Survivors who have uninsured or underinsured losses may be eligible for FEMA assistance to make their home livable. Louisiana residents affected by severe storms, tornadoes and flooding May 17-21 who have not yet done so are advised to contact their insurance company and file a disaster damage claim. .
Understand what losses FEMA can cover
FEMA assistance differs from insurance in that it provides only the basic needs to make a home safe, hygienic and functional. FEMA assistance does not get you well, but it can help you recover. FEMA Disaster Assistance covers only basic needs and will not normally compensate you for all of your loss.
The damage to the house is to be related to the severe storms, tornadoes and floods from May 17 to 21. FEMA inspectors can contact survivors who have requested an inspection appointment.
Examples of safe, sanitary and functional repairs to make a house habitable:
- Property: FEMA can help replace or repair disaster-damaged heating, ventilation, and air conditioning systems, as well as refrigerators and stoves. Other possible repairs that may be covered are utilities such as electrical, plumbing and gas systems. Non-essential items like dishwashers and home theater equipment are not covered.
- Ceiling and roof damage: FEMA can help repair roof disaster-related leaks that damage ceilings and threaten electrical components, like overhead lights, but not simple stains caused by roof leaks.
- Floors: FEMA can help repair a disaster-damaged subfloor in occupied parts of the home, but not a floor covering like tile or carpet.
- The Windows: FEMA can help with disaster glass breakage, but no blinds or curtains.
Other FEMA aid may include temporary expenses to pay for housing if a survivor’s home is uninhabitable, or assistance to replace essential household items.
Because every survivor’s situation is different, FEMA’s calculations of what it can cover vary. Expenses for repairs that exceed the requirements to make a home safe, sanitary, and functional are not eligible. Assistance depends on a multitude of factors such as insurance coverage and, in some ways, the ability to pay.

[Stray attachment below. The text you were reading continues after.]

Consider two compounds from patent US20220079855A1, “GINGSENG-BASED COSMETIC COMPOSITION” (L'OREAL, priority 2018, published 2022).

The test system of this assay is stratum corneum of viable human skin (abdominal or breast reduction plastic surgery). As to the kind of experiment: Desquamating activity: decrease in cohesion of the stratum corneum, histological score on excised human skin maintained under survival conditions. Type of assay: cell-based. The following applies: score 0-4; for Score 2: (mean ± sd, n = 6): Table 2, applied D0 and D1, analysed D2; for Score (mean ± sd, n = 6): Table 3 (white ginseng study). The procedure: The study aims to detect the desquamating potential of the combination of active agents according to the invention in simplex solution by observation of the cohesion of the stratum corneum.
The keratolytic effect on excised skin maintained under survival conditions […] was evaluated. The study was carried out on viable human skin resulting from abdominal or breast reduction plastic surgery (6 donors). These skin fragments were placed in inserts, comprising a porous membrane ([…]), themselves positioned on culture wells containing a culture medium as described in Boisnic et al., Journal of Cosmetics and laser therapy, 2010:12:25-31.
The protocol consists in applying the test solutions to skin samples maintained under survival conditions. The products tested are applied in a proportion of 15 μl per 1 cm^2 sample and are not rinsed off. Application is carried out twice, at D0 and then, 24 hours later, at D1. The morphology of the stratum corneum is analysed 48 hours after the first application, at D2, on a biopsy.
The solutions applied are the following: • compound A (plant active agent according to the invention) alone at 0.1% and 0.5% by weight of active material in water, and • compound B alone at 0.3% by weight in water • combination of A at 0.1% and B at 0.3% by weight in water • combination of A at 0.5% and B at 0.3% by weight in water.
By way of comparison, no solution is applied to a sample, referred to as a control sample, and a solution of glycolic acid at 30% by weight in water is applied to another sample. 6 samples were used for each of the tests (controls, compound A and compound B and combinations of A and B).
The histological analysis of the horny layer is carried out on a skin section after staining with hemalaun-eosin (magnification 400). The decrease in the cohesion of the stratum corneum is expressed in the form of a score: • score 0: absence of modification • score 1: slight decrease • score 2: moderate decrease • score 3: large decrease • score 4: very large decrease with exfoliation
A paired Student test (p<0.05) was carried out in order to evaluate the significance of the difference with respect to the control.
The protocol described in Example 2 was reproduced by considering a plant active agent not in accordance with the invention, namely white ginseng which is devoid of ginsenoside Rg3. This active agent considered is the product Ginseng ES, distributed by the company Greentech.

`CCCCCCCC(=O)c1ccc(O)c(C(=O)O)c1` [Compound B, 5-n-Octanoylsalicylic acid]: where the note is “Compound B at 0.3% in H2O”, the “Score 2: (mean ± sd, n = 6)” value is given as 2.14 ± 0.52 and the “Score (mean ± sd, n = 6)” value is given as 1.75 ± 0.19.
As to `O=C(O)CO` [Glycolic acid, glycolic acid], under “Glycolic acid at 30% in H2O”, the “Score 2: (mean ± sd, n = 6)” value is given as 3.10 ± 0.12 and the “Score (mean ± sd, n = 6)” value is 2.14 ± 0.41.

Spend grants wisely
Disaster Grants should not be used for travel, entertainment, ongoing living expenses, or any discretionary expense unrelated to the disaster. Survivors must keep receipts for three years to show how they spent FEMA grants.
If the grant money is not used as stated in the letter, you may have to repay FEMA and you could lose your eligibility for additional federal assistance that may later become available for your disaster recovery.
If the assistance is not sufficient to restore your home to its original condition:
After requesting disaster assistance, you may be referred to the US Small Business Administration. The SBA can contact survivors to offer them a low-interest disaster loan. Homeowners and renters who receive an SBA loan application must complete the application even if they decide not to take it.
- For businesses of all sizes and some non-profit organizations: up to $ 2 million for property damage.
- For small businesses, smallâ¯companies engaged in aquaculture and most non-profit organizations: up to $ 2 million for working capital requirements even if they have not suffered any material damage, with a maximum loan of $ 2 million for any combination of property damage and working capital requirements.
- For owners:â¯up to $ 200,000 to repair or replace their primary residence.
- For owners and tenants: up to $ 40,000 to replace personal property, including vehicles.
For the latest information on severe storms, tornadoes and flooding, visit www.fema.gov/disaster/4606. Follow the FEMA Region 6 Twitter account on twitter.com/FEMARegion6.